"...my hope on rainy Monday mornings..."

I think Sister Chieko N. Okazaki was an amazing woman. To me, she embodied what being a true, real Latter-Day Saint woman means. I aspire to be more like her! Lately, I have been devoting at least ten minutes to studying faith and the Atonement at nights, reading from her book "Lighten Up!" and some of her talks, as well as a few other books and talks by various authors. I have used a quote from her about the Atonement {here} and I know my blog has been turning into just a bunch of quotes lately, but I am just fine with that and here are some more quotes I think are worth sharing on this Monday morning: 

“Be spiritually independent enough that your relationship with the Savior doesn’t depend on your circumstances or what other people say and do. Have the spiritual independence to be a Mormon – the best Mormon you can – in your own way. Not the bishop’s way. Not the Relief Society president’s way. Your way.” ("Lighten Up!", 1993)

“Only you know your circumstances, your energy level, the needs of your children, and the emotional demands of your other obligations. Be wise during intensive seasons of your life. Cherish your agency, and don’t give it away casually. Don’t compare yourself to others — nearly always this will make you despondent. Don’t accept somebody else’s interpretation of how you should be spending your time. Make the best decision you can and then evaluate it to see how it works.” ("Lighten Up!", 1993)

"The truth is that you're not odd—you're special. When white light falls on a wall, it makes a white wall. But when it passes through a prism, that same light makes a rainbow on the wall…[Like God during creation, I’d like to say] "Let there be light." All kinds of light! Red, orange, yellow, green, blue, and violet light. We need our differences.” ("Lighten Up!", 1993

"Now, I ask this question of all of us and lay this burden upon us: What circumstances are at work right now in our wards, silently separating one sister here and another sister there from the sisterhood of the Relief Society, marginalizing them, making them invisible? And what can we do about it? . . . For example, LDS women are participating in the labor force in ever-increasing numbers. These women need Relief Society. They need the strength of sisterhood. They need to be understood. They need support with their families. They don’t need to be told that they’re selfish or unrighteous because they’re working. They need to be told they are loved." ("Disciples", 1998)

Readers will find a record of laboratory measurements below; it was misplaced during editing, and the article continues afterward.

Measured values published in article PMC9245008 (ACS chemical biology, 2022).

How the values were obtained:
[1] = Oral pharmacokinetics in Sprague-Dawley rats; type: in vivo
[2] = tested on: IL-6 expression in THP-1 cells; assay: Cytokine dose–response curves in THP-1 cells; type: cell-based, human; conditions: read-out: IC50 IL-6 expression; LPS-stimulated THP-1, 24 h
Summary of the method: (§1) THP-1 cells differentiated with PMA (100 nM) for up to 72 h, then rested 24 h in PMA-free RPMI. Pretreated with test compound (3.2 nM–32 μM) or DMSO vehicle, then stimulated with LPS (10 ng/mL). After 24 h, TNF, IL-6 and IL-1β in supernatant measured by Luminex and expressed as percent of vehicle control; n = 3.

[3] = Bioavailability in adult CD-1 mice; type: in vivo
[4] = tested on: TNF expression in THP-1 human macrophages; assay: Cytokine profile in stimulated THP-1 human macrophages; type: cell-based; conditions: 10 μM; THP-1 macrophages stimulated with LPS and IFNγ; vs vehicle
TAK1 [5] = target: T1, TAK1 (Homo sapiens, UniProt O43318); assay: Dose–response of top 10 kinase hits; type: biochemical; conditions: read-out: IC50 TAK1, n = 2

"There's not just one right way to be a Mormon woman . . .as long as we are firmly grounded in faith in the Savior, make and keep covenants, live the commandments, and work together in charity. All of us face different family circumstances and home situations. All of us need strength in dealing with them. This strength comes from faith in the Savior's love and in the power of his atonement. If we trustingly put our hand in the Savior's, we can claim the promise of the sacramental prayer to always have his Spirit with us. All problems are manageable with that strength, and all other problems are secondary in urgency to maintaining a strong spiritual life." ("Strength in the Savior", October 1993) 

"In principle great clarity, in practice great charity." ("Lighten Up!", 1993)

"Do not feel that your gift is insignificant. Mother Teresa says, “I’m a little pencil in the hands of God. He does the thinking. He does the writing. He does everything—and it’s really hard—sometimes it’s a broken pencil. He has to sharpen it a little more. But be a little instrument in His hands so that He can use you anytime, anywhere. … We have only to say Yes to Him.” (“Love: A Fruit Always in Season,” Daily Meditations, San Francisco: Ignatius Press, 1987, p. 243.)" ("Rejoice in Every Good Thing", October 1991)

" Here are two quilts. Both are handmade, beautiful, and delightful to snuggle down in or wrap around a grandchild. Now look at this quilt. It’s a Hawaiian quilt with a strong, predictable pattern. We can look at half of the quilt and predict what the other half looks like. Sometimes our lives seem patterned, predictable in happy ways, in order.

Now look at this second quilt. This style is called a crazy quilt. Some pieces are the same color, but no two pieces are the same size. They’re odd shapes. They come together at odd angles. This is an unpredictable quilt. Sometimes our lives are unpredictable, unpatterned, not neat or well-ordered.

Well, there’s not one right way to be a quilt as long as the pieces are stitched together firmly. Both of these quilts will keep us warm and cozy. Both are beautiful and made with love. There’s not just one right way to be a Mormon woman, either, as long as we are firmly grounded in faith in the Savior, make and keep covenants, live the commandments, and work together in charity." ("Strength in the Savior", October 1993)

"Perfect people don't need a Savior. He came to save his people in their imperfections. He is the Lord of the living, and the living make mistakes. He's not embarrassed by us, angry at us, or shocked. He wants us in our brokenness, in our unhappiness, in our guilt and our grief." ("Lighten Up!", 1993)

"Part of [our] hope in Christ is hope in the future, a future that includes resurrection and salvation and exaltation. He is my hope on rainy Monday mornings, my hope on dark nights, and my hope in the face of death and despair." ("Raised in Hope", October 1996)


  1. I want to frame this whole entire post. Thank you so much, Catherine. You are so awesome!

  2. I love Chieko Okazaki as well. I really liked her last published work What a Friend We Have in Jesus!


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